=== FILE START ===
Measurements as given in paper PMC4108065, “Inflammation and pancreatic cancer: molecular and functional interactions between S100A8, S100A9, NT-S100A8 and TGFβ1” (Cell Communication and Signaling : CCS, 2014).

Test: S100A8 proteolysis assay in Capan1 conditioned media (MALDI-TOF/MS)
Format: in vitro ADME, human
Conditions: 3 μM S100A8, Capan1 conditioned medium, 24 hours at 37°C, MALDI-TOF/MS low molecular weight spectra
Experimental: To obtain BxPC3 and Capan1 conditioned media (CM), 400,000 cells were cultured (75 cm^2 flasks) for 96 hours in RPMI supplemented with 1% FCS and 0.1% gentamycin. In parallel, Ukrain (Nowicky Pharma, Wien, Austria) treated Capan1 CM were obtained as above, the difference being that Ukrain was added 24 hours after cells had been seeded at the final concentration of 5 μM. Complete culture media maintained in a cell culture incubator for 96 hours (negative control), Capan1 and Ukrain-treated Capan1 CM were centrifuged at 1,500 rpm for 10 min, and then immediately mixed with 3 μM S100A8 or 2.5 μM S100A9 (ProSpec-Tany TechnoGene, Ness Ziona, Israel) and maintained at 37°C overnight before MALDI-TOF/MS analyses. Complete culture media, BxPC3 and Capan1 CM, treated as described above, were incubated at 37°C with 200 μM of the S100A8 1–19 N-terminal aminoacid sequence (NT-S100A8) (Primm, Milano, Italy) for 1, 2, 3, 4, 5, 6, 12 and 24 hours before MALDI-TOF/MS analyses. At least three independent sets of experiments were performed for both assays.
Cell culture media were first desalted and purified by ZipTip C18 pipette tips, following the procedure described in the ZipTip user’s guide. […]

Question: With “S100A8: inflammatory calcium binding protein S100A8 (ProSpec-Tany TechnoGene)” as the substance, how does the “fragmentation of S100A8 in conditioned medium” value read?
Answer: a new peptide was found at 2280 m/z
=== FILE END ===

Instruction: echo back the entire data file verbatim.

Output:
Measurements as given in paper PMC4108065, “Inflammation and pancreatic cancer: molecular and functional interactions between S100A8, S100A9, NT-S100A8 and TGFβ1” (Cell Communication and Signaling : CCS, 2014).

Test: S100A8 proteolysis assay in Capan1 conditioned media (MALDI-TOF/MS)
Format: in vitro ADME, human
Conditions: 3 μM S100A8, Capan1 conditioned medium, 24 hours at 37°C, MALDI-TOF/MS low molecular weight spectra
Experimental: To obtain BxPC3 and Capan1 conditioned media (CM), 400,000 cells were cultured (75 cm^2 flasks) for 96 hours in RPMI supplemented with 1% FCS and 0.1% gentamycin. In parallel, Ukrain (Nowicky Pharma, Wien, Austria) treated Capan1 CM were obtained as above, the difference being that Ukrain was added 24 hours after cells had been seeded at the final concentration of 5 μM. Complete culture media maintained in a cell culture incubator for 96 hours (negative control), Capan1 and Ukrain-treated Capan1 CM were centrifuged at 1,500 rpm for 10 min, and then immediately mixed with 3 μM S100A8 or 2.5 μM S100A9 (ProSpec-Tany TechnoGene, Ness Ziona, Israel) and maintained at 37°C overnight before MALDI-TOF/MS analyses. Complete culture media, BxPC3 and Capan1 CM, treated as described above, were incubated at 37°C with 200 μM of the S100A8 1–19 N-terminal aminoacid sequence (NT-S100A8) (Primm, Milano, Italy) for 1, 2, 3, 4, 5, 6, 12 and 24 hours before MALDI-TOF/MS analyses. At least three independent sets of experiments were performed for both assays.
Cell culture media were first desalted and purified by ZipTip C18 pipette tips, following the procedure described in the ZipTip user’s guide. […]

Question: With “S100A8: inflammatory calcium binding protein S100A8 (ProSpec-Tany TechnoGene)” as the substance, how does the “fragmentation of S100A8 in conditioned medium” value read?
Answer: a new peptide was found at 2280 m/z